Abstract: Patients implanted with total artificial hearts (TAH) suffer frequent thromboembolic complications. The authors report results of continuous monitoring of multiple hemostatic parameters and autopsy findings in two patients implanted with TAH. Case 1 who used a TAH for 10 days and then underwent orthotopic transplantation died of fungal infection 7 days later. At autopsy, mycotic and nonmycotic thrombi were found in the brain, kidneys, spleen, and large bowel. Case 2, who survived 396 days with a TAH, suffered multiple throm‐botic episodes despite adequate anticoagulation with warfarin. Autopsy revealed widespread thrombotic lesions mostly in the brain and lungs. Both patients had markedly elevated plasma β‐thromboglobulin and fibrinopeptide A levels throughout their survival, indicating sustained activation of platelets and coagulation secondary to blood contact with artificial surface. Other factors such as infection, liver damage, and acute pancreatitis might have also contributed to activation of hemostasis. As used in the authors two patients, antiplatelet drugs and warfarin seem to be ineffective in preventing artificial heart‐related thromboembolic complications.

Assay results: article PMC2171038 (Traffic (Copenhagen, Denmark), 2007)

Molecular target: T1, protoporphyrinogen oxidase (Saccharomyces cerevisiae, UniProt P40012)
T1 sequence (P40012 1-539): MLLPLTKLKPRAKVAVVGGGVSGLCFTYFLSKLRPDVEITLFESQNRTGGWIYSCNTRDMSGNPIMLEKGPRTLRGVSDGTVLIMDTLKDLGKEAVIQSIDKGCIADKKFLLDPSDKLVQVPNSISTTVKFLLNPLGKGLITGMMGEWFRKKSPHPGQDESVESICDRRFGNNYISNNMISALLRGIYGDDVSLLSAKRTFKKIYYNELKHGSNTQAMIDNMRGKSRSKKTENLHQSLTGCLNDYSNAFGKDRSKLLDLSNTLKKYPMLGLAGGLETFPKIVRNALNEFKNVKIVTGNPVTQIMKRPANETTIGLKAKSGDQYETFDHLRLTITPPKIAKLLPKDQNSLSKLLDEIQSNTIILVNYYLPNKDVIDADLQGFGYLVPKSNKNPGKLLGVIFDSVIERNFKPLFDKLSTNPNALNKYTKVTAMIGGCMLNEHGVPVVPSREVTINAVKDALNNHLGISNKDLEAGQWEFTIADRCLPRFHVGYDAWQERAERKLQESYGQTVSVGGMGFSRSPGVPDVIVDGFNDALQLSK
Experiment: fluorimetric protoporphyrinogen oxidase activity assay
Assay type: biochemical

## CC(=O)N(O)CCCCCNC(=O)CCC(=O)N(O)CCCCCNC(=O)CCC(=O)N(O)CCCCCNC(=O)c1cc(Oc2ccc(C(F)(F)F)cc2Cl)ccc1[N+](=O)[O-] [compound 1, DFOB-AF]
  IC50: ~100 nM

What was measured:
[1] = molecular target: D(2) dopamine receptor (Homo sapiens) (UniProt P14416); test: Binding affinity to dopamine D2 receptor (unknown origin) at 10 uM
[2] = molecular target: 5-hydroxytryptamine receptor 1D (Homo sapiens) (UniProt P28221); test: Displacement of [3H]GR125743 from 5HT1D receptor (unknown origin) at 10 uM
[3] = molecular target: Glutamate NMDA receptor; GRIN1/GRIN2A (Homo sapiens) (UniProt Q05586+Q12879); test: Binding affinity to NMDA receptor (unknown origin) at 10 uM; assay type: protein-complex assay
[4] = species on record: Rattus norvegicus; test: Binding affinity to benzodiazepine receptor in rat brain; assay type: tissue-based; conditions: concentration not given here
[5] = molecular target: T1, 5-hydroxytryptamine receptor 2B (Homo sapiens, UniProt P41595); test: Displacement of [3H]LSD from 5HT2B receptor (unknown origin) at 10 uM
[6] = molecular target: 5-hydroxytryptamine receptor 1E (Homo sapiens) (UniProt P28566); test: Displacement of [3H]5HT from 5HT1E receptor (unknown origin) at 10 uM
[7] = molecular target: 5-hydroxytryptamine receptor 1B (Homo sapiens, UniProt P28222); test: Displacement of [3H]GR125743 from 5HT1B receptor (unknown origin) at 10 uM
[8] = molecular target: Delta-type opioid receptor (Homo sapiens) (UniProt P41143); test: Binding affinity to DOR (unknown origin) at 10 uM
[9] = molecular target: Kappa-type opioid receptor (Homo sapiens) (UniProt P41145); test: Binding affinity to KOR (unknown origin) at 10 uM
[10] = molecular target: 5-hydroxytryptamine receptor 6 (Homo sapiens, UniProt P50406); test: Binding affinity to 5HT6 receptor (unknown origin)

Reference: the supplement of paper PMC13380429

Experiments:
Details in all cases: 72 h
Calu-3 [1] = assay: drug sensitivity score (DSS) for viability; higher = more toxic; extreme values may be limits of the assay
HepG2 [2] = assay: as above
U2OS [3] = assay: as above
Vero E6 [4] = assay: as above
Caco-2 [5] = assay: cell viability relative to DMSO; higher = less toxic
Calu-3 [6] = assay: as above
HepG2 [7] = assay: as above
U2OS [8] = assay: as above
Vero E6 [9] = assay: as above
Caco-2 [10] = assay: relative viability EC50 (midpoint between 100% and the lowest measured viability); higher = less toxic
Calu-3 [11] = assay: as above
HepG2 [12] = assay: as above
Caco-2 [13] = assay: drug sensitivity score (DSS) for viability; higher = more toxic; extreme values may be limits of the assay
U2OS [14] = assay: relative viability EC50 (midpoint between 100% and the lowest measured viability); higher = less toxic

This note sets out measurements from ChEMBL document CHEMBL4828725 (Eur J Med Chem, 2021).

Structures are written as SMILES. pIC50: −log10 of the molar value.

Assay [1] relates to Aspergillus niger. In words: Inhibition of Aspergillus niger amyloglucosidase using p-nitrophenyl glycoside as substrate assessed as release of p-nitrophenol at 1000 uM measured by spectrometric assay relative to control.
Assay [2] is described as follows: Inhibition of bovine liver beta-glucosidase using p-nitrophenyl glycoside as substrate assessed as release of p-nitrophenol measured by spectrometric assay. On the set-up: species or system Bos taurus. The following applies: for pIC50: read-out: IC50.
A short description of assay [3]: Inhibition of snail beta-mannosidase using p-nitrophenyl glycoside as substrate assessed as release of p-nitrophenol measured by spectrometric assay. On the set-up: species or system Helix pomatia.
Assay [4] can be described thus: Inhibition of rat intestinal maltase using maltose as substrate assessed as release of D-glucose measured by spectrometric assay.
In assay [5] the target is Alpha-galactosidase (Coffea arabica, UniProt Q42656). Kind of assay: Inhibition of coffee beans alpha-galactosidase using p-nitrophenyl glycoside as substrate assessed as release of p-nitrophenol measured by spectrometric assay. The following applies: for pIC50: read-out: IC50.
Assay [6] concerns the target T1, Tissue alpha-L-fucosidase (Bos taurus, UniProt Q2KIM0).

|Original language||English (US)|
|Number of pages||6|
|State||Published - Oct 1989|
All Science Journal Classification (ASJC) codes
- Medicine (miscellaneous)
- Biomedical Engineering